You guys are always so ahead of us. [Laughs.] This all plays into the tablet business. Again, if Crowley got his hands on the angel tablet and could somehow decipher it, that would be kind of a bad thing. The information that's contained in this Men of Letters bunker, if it fell into the wrong hands, would be quite a powerful weapon against the boys, so it has to remain a secret and guarded closely. As we go down the line into the rest of this year and hopefully next year, those sort of dramatic turns will take place because this is an important place.

Are there actually other members there? 
No. They're all gone. The Men of Letters are all gone, the last surviving one was the old guy in the home. He's no more. A bit of a spoiler alert, when they go in there it's pristine. It's been hermetically sealed and everything was just as it was. I mean it's perfectly neat. The only sign that somebody had to get out of there in a hurry was a chess game that was uncompleted and an ash tray full of cigarettes.

Henry talks a lot about their legacy and their lineage, does this get Sam and Dean thinking about their blood line? Like what happens after they die and there's no one to carry on all of this?
That's interesting. I don't think the boys think that far, to having children of their own. Maybe Sam thought of that earlier in the year before he tragically had to leave Amelia. It may come into play down the line somehow. I don't think a full-time domestic Sam or a domestic Dean is something that the audience is particularly interested in.

Will we see characters that we saw a lot the first part of the season like Benny, Kevin? Could they be popping back up? 
Kevin will be back, Benny will be back. Castiel is back. Maybe Amelia, maybe not. But I think pretty much every season we like to bring the season full circle and get a lot of questions answered of that season but then pose new questions for whatever the next season is going to be. So, I think all these people we introduced will have a payoff. One of my first bosses in the business said don't introduce a character that you don't pay off. That's something I kind of live by.

Do you feel fairly confident that there will be another season? 
I've been around this long enough to know you never feel confident about anything. I remember years ago I did a show and the head of an unnamed network said there's not a stick big enough to keep this show off the air. Then they flew to New York for the meetings and somewhere over Denver through 33 thousand they found a stick because it didn't get on. I think we've done really well this year. I think creatively it's been good. I think by and large the network is happy with our numbers. So, if I were a betting man I would bet that we would be back.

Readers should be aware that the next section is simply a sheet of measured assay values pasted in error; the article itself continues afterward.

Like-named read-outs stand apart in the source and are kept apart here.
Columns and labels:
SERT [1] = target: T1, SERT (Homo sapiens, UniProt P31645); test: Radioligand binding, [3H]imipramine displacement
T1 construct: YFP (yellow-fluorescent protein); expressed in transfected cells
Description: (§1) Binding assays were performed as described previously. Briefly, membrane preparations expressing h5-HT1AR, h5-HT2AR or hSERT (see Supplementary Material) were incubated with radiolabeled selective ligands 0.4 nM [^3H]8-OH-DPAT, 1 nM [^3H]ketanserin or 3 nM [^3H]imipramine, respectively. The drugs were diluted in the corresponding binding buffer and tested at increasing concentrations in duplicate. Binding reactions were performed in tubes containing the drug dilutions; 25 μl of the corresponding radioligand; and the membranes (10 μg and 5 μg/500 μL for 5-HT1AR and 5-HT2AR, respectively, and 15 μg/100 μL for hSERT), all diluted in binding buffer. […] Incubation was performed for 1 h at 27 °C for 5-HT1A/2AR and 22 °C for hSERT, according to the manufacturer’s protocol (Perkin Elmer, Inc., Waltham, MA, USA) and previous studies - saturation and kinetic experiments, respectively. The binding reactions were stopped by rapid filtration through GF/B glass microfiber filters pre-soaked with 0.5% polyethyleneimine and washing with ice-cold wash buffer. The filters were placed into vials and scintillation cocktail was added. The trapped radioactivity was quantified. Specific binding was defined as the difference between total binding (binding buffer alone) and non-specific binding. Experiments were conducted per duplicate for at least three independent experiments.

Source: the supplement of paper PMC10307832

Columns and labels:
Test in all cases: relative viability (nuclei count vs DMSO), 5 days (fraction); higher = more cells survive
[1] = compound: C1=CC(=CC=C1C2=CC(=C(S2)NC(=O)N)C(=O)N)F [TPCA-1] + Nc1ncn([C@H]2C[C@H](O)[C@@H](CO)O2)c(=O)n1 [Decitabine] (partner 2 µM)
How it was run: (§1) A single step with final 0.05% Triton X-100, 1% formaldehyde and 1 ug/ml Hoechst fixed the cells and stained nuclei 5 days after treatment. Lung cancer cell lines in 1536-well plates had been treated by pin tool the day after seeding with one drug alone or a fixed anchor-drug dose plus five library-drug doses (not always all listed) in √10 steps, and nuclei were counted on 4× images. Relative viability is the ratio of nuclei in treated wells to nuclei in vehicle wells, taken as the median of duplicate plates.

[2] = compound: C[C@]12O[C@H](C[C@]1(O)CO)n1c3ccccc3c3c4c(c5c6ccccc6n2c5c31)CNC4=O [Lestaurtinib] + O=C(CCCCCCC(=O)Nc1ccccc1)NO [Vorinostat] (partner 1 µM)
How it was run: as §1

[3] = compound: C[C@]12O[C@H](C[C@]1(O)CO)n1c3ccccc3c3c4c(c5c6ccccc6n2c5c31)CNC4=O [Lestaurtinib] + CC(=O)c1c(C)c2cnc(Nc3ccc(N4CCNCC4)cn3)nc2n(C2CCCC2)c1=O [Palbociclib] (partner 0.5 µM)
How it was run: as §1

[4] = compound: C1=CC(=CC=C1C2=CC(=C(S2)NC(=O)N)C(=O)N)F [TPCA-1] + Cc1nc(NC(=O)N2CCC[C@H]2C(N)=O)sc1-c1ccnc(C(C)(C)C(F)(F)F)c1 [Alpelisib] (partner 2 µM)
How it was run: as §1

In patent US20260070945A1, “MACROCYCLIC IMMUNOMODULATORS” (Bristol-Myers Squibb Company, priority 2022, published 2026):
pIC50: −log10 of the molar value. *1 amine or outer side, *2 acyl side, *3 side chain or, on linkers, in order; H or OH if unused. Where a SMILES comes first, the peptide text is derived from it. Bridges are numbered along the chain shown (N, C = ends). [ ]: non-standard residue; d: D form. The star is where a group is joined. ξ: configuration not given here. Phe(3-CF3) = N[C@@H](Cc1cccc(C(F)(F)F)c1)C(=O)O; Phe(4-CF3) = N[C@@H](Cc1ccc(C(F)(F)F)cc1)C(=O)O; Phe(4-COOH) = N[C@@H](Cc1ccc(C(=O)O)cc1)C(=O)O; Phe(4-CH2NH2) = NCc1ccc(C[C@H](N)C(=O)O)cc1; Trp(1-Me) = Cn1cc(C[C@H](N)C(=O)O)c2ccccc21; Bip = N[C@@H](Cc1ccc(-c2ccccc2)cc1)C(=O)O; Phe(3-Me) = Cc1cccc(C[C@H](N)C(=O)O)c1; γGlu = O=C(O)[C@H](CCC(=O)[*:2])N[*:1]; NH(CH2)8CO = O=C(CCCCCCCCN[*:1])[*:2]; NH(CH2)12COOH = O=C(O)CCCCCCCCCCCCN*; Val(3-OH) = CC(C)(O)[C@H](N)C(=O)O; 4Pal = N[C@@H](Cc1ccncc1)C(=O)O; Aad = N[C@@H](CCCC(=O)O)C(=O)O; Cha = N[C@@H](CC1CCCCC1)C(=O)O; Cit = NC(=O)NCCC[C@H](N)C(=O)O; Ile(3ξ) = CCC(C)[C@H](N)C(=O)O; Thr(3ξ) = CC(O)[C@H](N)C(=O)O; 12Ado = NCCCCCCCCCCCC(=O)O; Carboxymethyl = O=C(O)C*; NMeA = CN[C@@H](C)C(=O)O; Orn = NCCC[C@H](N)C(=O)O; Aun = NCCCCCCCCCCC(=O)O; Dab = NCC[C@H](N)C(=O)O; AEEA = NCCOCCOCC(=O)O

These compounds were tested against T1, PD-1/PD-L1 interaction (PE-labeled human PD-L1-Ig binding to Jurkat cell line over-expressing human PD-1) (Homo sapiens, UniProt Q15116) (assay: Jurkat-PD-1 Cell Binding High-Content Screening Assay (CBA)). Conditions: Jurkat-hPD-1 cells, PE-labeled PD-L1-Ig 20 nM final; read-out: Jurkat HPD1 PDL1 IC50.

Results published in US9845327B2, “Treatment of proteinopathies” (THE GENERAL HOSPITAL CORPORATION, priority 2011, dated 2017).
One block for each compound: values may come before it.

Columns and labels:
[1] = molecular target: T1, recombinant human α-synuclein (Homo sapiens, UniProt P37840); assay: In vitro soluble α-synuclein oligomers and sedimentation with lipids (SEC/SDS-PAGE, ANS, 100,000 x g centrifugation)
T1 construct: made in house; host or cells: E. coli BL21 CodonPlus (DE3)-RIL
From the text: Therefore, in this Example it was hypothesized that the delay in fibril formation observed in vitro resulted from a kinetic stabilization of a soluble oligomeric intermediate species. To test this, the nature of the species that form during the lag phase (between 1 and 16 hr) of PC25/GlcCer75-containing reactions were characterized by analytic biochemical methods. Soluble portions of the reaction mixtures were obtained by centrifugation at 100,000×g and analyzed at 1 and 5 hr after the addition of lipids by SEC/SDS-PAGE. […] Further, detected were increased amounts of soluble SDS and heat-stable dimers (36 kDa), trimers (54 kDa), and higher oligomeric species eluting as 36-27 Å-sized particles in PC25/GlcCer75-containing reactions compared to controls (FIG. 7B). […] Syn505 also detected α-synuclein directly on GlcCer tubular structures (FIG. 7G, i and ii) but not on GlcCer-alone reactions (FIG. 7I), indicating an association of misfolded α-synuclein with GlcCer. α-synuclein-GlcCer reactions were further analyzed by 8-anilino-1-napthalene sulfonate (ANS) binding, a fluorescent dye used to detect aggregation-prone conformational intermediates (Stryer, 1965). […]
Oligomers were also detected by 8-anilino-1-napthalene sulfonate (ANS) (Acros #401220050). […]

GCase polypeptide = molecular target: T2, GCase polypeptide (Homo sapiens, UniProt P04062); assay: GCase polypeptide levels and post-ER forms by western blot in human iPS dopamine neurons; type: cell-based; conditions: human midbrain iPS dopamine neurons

We started off last week with the brothers kind of in this shaky truce. Have we completely moved past that [fight] or is that still in the back of their minds? 
I don't think it's shaky. I think ... what happens in subsequent episodes is it's another kind of conflict between them but it's not necessarily the conflict of "do I want to do this?" or "what's my plan beyond closing the gates of the Hell?" or any of that. It's a new conflict. I won't tell you any more than that but as always, there's always something going on between them.

I'm going to ask about Dean's hostility toward Henry. Of course, that's because he left his family, or at least Dean thought he did. Is there anything in the back of his mind about just how bad things turned out with his grandfather on the other side of the family? His hesitancy to trust someone like that again? 
No. I don't think he relates those two things at all. I think this was strictly familial. Dean had probably a more complicated relationship than Sam did with John. It was pretty clear to Sam early on thought "I want to get out of this, I want to go to college." That didn't quite work out but I think he had a clearer mindset. Dean, I think, was more conflicted about his dad. It's been pretty consistent throughout the show that Dean is always in defense of dad and John made the ultimate sacrifice for Dean. I think he takes this stuff just a little more personally than Sam does. That's kind of what you'll see in this last episode that's reflected there.